matrix of each case, the materials brought on record and
having regard to legal principles governing the same."

Section 271(d) of the Income Tax Act, 1961, specifically provides

that if a person takes or accepts any loan or deposits in any contravention

of the provision of Section 269-SS, he shall be liable to pay, by way of
penalty, a sum equal to the amount of loan or deposit so taken or

It is difficult to believe the assertions of the complainant since the

entire amount of Rs.10 lacs. has been paid in cash to the accused. That
apart, in the source, through which Rs.7 lacs. of money was garnered by
the complainant namely his relative and his associate, there is no
reference in their ITR of such loan having been advanced. CW-2 has
even gone to the extent of saying that an amount of only Rs.1 lac was
shown as loan in his ITR of the year 2007.


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Learned counsel for the complainant referred to the decision of

ICD vs. Beena Shabir and Anrs.: 2002(6) SCC 426 wherein the Supreme
Court has held that the security cheques also would fall within the
purview of the Section 138 of the NI Act and a person could not escape
his liability. As such, when there is existence of debt on the date of
presentation of the cheque and the security cheques issued are
dishonoured, the accused would be liable under Section 138 of the NI

In Collage Culture and Ors. vs. Apparel Export Promotion

Council: 2007 (99) DRJ 251, a distinction has been drawn between two
kinds of cheques namely one issued in discharge in presenti but payable
in future and the other issued in respect of a debt which comes into
existence on the occurrence of a contingent event, and is not in existence
on the date of issue of a cheque. The latter cheque, being by way of
security cheque, will not be covered under Section 138 of NI Act. In the
aforesaid decision, definition of the word due has been given as
outstanding on the relevant date. The Court, therefore, held that the
debt has to be in existence as a crystallized demand akin to liquidated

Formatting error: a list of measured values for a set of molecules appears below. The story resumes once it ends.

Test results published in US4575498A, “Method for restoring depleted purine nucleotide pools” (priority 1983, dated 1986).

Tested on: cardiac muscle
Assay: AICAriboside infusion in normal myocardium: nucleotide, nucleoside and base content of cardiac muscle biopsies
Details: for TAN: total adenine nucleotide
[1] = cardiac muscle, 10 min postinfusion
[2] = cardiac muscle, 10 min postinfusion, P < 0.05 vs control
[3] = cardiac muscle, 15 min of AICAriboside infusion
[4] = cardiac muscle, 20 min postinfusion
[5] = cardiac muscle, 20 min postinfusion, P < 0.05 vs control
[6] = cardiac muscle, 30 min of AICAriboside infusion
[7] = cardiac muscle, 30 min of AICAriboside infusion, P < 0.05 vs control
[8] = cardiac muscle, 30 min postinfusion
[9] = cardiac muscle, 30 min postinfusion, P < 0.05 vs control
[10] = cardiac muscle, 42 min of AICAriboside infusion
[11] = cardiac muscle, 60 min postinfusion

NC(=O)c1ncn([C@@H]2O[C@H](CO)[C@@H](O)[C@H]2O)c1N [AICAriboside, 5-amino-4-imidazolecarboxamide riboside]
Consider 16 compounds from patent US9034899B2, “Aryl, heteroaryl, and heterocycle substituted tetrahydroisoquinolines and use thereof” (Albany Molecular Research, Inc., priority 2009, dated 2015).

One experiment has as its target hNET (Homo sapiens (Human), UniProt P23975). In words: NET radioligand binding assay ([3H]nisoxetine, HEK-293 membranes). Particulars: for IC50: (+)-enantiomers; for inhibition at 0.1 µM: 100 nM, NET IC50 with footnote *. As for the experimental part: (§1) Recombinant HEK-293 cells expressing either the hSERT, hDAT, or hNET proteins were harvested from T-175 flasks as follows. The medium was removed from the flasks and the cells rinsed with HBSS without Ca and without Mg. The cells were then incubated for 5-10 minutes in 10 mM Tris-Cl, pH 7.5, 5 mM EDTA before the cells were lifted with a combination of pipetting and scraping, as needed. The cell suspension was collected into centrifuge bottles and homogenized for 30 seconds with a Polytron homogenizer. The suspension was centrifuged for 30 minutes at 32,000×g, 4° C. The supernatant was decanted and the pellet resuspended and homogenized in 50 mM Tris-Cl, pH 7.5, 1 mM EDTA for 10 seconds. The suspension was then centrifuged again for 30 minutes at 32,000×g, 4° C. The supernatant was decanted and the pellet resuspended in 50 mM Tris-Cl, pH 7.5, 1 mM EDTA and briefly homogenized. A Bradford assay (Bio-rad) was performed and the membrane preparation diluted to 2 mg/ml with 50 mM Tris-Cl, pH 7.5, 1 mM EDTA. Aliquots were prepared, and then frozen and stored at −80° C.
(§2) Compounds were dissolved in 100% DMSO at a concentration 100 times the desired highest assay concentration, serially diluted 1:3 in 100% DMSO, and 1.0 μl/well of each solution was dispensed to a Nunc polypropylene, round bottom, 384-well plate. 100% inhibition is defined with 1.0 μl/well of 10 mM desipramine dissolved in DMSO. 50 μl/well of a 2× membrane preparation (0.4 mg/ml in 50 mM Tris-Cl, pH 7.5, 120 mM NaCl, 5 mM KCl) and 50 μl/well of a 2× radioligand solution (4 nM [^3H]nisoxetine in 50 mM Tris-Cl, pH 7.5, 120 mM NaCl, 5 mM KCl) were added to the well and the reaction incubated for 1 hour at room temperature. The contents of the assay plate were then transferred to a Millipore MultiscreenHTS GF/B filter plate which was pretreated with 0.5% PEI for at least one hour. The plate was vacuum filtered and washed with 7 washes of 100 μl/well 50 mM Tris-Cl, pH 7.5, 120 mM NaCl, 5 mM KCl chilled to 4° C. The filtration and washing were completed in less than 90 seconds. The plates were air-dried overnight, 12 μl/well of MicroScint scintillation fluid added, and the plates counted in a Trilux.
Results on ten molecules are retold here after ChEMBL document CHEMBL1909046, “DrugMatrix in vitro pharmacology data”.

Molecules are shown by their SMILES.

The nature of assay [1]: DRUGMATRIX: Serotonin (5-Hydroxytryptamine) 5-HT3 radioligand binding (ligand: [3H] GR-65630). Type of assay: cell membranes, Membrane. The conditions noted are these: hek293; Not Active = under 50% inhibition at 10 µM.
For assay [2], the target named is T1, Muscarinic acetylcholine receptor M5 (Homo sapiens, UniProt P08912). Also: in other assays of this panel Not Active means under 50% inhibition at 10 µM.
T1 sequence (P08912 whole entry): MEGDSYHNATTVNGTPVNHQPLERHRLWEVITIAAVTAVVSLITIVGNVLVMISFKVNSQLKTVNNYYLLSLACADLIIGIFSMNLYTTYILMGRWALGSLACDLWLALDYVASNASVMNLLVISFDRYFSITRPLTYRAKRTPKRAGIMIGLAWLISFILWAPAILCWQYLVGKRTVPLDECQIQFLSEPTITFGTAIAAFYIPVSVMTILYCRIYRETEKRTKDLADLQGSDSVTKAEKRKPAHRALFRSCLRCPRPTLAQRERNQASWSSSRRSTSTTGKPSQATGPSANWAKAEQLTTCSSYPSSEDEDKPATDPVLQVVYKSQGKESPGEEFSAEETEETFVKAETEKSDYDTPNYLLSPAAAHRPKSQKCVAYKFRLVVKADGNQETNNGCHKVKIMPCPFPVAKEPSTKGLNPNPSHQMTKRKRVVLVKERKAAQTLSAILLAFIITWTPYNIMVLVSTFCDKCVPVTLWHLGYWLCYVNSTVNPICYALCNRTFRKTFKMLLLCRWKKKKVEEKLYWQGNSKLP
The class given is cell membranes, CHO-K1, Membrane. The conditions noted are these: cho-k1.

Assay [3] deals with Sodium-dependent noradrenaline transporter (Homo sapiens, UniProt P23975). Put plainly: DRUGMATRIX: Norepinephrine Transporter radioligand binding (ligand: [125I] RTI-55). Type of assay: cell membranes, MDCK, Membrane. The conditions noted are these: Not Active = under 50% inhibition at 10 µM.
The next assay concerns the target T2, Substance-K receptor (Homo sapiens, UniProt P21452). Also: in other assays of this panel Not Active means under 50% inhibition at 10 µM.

damages and not a demand which may or may not come into existence.
However, in Suresh Chand Goyal vs. Amit Singhal (Crl.A. 601/2015
decided on 14.05.2015) the concept of security cheques were discussed.
It was held in the aforesaid case:
28. There is no magic in the word security cheque, such
that, the moment the accused claims that the dishonoured


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cheque (in respect whereof a complaint under Section 138 of

the Act is preferred) was given as a security cheque, the
Magistrate would acquit the accused. The expression security
cheque is not a statutorily defined expression in the NI Act.
The NI Act does not per se carve out an exception in respect of
a security cheque to say that a complaint in respect of such a
cheque would not be maintainable. There can be myriad
situations in which the cheque issued by the accused may be
called as security cheque, or may have been issued by way of a
security, i.e. to provide an assurance or comfort to the drawee,
that in case of failure of the primary consideration on the due
date, or on the happening (or not happening) of a contingency,
the security may be enforced. While in some situations, the
dishonor of such a cheque may attract the penal provisions
contained in Section 138 of the Act, in others it may not.

Relying on the aforesaid dicta, a bench of this Court in Credential

Leasing & Credits Ltd. vs. Shruti Investments and Anrs.: 2015 (151) DRJ
147 held as under:
30. Thus, I am of the considered view that there is no merit in
the legal submission of the respondent accused that only on
account of the fact that the cheque in question was issued as
security in respect of a contingent liability, the complaint
under Section 138 of the NI Act would not be maintainable. At
the same time, I may add that it would need examination on a
case to case basis as to whether, on the date of presentation of
the dishonoured cheque the ascertained and crystallized debt
or other liability did not exist. The onus to raise a probable
defence would lie on the accused, as the law raises a
presumption in favour of the holder of the cheque that the
dishonoured cheque was issued in respect of a debt or other


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The claim of the complainant does not falter on the issue of

acceptance of security cheques; rather the complainant has not been able
to make out a case that the security cheques were issued in discharge of a
legally enforceable debt. Security cheques per se would not get out of
the ambit of Section 138 of the NI Act, but in the facts of the present
case, viz. the circumstance in which the security cheque is said to have
been issued by the accused and accepted by the complainant and the
admission of the complainant about his having accepted Rs.8 lacs. from
the accused and his denial of having paid Rs.10 lacs. to the accused
(referred to the cross examination of CW-1), the case of the complainant
appears to be highly doubtful.

Thus both the judgment and orders cannot be sustained in the eyes

of law and are hereby quashed.


The Revision Petition is allowed.


In view of the petition having been allowed, this application has

become infructuous.

This application is disposed of accordingly.

SEPTEMBER 15, 2015